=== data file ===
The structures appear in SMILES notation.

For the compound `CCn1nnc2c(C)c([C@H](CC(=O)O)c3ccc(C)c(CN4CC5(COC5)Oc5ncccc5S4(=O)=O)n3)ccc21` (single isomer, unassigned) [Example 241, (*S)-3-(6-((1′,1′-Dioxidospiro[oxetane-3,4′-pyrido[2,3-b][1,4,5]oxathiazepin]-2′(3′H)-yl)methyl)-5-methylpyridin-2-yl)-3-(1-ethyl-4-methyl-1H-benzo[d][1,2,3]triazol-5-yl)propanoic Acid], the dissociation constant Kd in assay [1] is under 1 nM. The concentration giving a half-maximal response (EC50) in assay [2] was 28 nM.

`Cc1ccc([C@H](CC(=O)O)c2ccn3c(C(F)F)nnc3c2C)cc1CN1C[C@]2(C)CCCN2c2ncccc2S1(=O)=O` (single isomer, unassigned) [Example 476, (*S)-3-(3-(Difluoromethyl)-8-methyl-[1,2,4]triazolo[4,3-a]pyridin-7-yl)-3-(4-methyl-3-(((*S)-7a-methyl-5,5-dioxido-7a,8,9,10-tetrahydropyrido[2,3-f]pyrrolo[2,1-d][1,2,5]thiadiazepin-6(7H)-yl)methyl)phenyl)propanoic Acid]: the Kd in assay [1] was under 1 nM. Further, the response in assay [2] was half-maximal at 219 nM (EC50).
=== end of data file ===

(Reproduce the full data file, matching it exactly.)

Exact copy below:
The structures appear in SMILES notation.

For the compound `CCn1nnc2c(C)c([C@H](CC(=O)O)c3ccc(C)c(CN4CC5(COC5)Oc5ncccc5S4(=O)=O)n3)ccc21` (single isomer, unassigned) [Example 241, (*S)-3-(6-((1′,1′-Dioxidospiro[oxetane-3,4′-pyrido[2,3-b][1,4,5]oxathiazepin]-2′(3′H)-yl)methyl)-5-methylpyridin-2-yl)-3-(1-ethyl-4-methyl-1H-benzo[d][1,2,3]triazol-5-yl)propanoic Acid], the dissociation constant Kd in assay [1] is under 1 nM. The concentration giving a half-maximal response (EC50) in assay [2] was 28 nM.

`Cc1ccc([C@H](CC(=O)O)c2ccn3c(C(F)F)nnc3c2C)cc1CN1C[C@]2(C)CCCN2c2ncccc2S1(=O)=O` (single isomer, unassigned) [Example 476, (*S)-3-(3-(Difluoromethyl)-8-methyl-[1,2,4]triazolo[4,3-a]pyridin-7-yl)-3-(4-methyl-3-(((*S)-7a-methyl-5,5-dioxido-7a,8,9,10-tetrahydropyrido[2,3-f]pyrrolo[2,1-d][1,2,5]thiadiazepin-6(7H)-yl)methyl)phenyl)propanoic Acid]: the Kd in assay [1] was under 1 nM. Further, the response in assay [2] was half-maximal at 219 nM (EC50).